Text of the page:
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Aug 8, 2017 5:13 PM CST
|About a month and a half ago, I got a dragon tree (dracaena marginata) with two trunks, the taller one about eight inches tall, with lots of leaves extending it up to maybe two feet high, and the smaller about two inches tall, with leaves that are smaller and still competing with the taller trunk's leaves (unless they're actually two plants, in which case... should I split them up?)
Anyway, for a month or so, it was fine, in the pot it came in. Then I repotted it into a larger, more decorative one. I had soil at home, so didn't buy any new soil, but it was very old, several years, and totally dried out. It was also covered in cobwebs, which at the time (I'm very new to this!) I thought were just spider webs.
Now I'm guessing they were spider -mite- webs, as the poor tree has a stubborn infestation. It lives right behind my computer monitor, and I see little bugs that look like individual pixels crawling across my screen, way, way too small to make out legs or features, just little moving pixels. I thought because they're back-lit, that I'd caught it early, so I gave it a couple of good sprayings with mild soapy water, left it on for half an hour, then rinsed it off, twice.
But they just keep coming, and now I think it's because the soil was probably also full of eggs. Leaves are dying rapidly, all chewed up, brown and curling on the ends, with yellowing tattered edges in places on the bad ones. There are also little white spots underneath the leaves, though I'm not 100% sure if those aren't just soap stains where they didn't quite get rinsed enough.
The first time I watered it after the initial replanting, the water trickled down the leaves and trunks (which I now know isn't a great way to water them, but it was fun--again, I'm new!). When it had dried on top, the soil was white everywhere the water had pooled, which I'm thinking was maybe washed-off webbing?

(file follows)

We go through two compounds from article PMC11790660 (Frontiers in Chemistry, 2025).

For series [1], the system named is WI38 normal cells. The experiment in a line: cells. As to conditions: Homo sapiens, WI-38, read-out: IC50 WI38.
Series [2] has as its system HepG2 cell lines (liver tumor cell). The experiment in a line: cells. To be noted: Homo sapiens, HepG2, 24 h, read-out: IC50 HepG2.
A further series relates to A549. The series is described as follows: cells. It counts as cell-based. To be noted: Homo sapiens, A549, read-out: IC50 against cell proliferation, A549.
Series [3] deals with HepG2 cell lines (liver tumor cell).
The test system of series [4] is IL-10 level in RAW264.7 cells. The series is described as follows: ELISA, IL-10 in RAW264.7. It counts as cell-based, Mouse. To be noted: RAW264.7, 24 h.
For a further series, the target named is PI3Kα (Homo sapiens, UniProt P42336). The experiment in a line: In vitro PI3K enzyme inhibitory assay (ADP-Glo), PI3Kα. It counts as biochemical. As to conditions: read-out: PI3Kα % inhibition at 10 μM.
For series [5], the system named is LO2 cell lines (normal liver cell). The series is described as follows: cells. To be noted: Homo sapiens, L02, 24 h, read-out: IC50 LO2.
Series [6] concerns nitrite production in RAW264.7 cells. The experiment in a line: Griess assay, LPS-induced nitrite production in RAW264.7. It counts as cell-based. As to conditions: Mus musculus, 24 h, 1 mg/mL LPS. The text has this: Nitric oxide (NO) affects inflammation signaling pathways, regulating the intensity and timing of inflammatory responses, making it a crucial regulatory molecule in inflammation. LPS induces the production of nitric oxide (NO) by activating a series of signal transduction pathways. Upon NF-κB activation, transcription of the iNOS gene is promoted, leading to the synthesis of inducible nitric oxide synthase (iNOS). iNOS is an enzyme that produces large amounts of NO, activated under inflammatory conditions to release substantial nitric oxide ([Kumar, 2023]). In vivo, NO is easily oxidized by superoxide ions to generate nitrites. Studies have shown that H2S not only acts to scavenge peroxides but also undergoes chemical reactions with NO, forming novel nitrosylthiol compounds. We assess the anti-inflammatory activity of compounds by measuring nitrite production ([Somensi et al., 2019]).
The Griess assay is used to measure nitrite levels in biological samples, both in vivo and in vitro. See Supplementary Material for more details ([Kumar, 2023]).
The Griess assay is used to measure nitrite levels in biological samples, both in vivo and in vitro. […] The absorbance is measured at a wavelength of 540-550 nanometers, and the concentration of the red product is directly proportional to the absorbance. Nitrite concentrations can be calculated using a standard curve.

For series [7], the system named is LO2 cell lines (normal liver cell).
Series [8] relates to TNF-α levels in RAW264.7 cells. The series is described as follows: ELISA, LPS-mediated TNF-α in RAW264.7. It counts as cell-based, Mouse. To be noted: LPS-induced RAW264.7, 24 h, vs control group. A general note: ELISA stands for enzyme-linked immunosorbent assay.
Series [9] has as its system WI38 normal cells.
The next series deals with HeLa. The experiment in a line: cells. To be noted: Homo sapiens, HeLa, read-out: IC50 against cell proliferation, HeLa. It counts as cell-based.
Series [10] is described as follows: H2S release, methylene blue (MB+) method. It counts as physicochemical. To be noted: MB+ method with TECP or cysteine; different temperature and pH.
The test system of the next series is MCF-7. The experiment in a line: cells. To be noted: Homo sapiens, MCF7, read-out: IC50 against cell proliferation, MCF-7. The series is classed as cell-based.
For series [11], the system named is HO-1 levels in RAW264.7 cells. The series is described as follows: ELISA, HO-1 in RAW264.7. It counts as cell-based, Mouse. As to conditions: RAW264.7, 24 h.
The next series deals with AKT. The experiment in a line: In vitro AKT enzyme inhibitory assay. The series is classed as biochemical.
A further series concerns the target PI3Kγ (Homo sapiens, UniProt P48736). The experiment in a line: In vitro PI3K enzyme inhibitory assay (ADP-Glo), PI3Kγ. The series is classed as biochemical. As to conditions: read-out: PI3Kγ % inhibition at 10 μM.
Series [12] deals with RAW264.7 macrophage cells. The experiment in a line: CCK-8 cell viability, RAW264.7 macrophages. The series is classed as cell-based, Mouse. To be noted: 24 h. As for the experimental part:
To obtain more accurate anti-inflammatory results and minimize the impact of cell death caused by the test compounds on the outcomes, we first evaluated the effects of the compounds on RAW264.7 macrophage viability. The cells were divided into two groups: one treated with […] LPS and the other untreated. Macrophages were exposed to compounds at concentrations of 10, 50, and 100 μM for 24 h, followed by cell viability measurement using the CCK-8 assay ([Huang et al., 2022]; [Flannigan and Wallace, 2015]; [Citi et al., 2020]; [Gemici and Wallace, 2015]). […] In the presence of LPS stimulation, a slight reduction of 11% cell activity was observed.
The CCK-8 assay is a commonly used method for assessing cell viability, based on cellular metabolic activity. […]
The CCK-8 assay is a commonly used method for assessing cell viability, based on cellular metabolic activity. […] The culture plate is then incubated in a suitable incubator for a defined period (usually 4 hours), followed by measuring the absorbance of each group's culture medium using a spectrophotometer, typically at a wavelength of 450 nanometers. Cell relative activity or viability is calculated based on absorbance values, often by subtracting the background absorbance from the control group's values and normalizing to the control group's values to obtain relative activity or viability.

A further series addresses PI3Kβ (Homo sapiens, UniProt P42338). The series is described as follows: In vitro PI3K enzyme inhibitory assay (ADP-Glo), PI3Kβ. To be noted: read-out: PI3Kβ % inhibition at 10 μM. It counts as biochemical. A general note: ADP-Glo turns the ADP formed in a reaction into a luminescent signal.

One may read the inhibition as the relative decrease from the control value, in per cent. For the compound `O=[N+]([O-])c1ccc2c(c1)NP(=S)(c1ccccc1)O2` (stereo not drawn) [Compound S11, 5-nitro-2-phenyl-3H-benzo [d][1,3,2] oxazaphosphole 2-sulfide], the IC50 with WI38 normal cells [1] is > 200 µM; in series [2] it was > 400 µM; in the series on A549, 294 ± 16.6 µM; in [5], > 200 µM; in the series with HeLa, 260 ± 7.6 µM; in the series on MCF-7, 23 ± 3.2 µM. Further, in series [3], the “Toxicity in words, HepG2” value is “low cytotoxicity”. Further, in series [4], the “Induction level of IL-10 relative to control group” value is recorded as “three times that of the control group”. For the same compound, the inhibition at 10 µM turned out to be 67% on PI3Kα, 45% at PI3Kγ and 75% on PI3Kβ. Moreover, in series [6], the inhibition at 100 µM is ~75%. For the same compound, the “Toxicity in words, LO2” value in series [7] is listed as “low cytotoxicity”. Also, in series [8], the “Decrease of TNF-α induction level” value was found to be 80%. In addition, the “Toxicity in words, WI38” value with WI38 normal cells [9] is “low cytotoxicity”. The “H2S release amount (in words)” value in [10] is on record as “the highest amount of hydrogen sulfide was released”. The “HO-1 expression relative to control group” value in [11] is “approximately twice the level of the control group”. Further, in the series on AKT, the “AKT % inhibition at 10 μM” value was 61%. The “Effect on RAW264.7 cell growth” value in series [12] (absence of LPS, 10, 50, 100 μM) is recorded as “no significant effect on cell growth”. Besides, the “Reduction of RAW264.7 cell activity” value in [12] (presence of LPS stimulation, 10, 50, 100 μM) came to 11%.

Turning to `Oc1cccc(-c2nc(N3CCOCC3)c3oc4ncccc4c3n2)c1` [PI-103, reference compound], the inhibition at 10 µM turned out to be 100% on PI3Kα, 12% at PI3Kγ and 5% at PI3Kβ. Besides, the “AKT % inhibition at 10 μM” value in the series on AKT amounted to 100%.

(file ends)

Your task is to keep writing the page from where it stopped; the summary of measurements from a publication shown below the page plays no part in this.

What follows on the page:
I'm kind of at a loss. Do these sound like spider mites? Is this a plausible scenario, for them to be dormant in dry potting soil for years, then come to life when it's moist, and start eating my tree?
Would just repotting with fresh soil, and washing it down to bare roots and rinsing it well, be enough? Or do I need to do more, like buy predatory mites, or horticultural oil?
I also have a sanseveria that lives a few feet away, that seems fine so far... but I'm worried about it. How far do spider mites migrate, if that is what I have? Should I do anything preventative to protect it, or watch for anything in particular? It's still growing fine, though it does have a few edges that look a little "chewed on", but only on the original leaves, some of which are scarred and torn, and one of which has a big crooked bend in it. New leaves seem pretty okay.
Name: Will Creed
Professional indoor plant consultan
Aug 9, 2017 6:44 PM CST
|So many plant problems begin with unnecessary repotting or repotting that is done incorrectly.
Never use old soil for your indoor plants. It is often contaminated, as yours obviously was. It is unlikely that there were any spider mites living in the soil as they need live plant tissue to suck on to survive. Not knowing the origin of that old soil, it is not possible to say what kind of critters you have introduced to your home. The webbing in the soil may have been a type of soil fungus.
I suggest that you try to undo the damage by undoing the repotting that you did. I hope that you left the original soil and rootball intact and simply added the contaminated soil around it. If so, you should be able to easily, but gently, remove that contaminated soil. Then, put the original rootball back into its original pot or one that is the same size so you don't have to add any new soil. If some of the original soil has fallen away, then get a small amount of freshly packaged peat moss to fill in the spaces.
If you don't like the look of the original pot, then simply place that pot inside a more attractive planter that you like. But leave the roots alone. Washing the old soil away may seem satisfying, but it also washes away many of the tiny roothairs that do most of the work.
If there are or were spider mites on the leaves, then a thorough spraying with a soap solution usually does the trick if you were thorough. You don't need predatory mites or oil.
Snake plants are mostly resistant to plant pests unless you decide to repot yours and use contaminated soil.
Your Marginata does best in front of a sunny window. Allow the top quarter of the soil to get dry before adding any water. Separating the plants is not recommended.
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